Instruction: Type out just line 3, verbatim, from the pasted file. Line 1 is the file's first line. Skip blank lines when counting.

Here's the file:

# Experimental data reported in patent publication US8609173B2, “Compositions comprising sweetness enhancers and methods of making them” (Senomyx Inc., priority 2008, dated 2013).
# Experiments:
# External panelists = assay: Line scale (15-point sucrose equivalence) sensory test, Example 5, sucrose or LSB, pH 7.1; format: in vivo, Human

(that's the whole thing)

# External panelists = assay: Line scale (15-point sucrose equivalence) sensory test, Example 5, sucrose or LSB, pH 7.1; format: in vivo, Human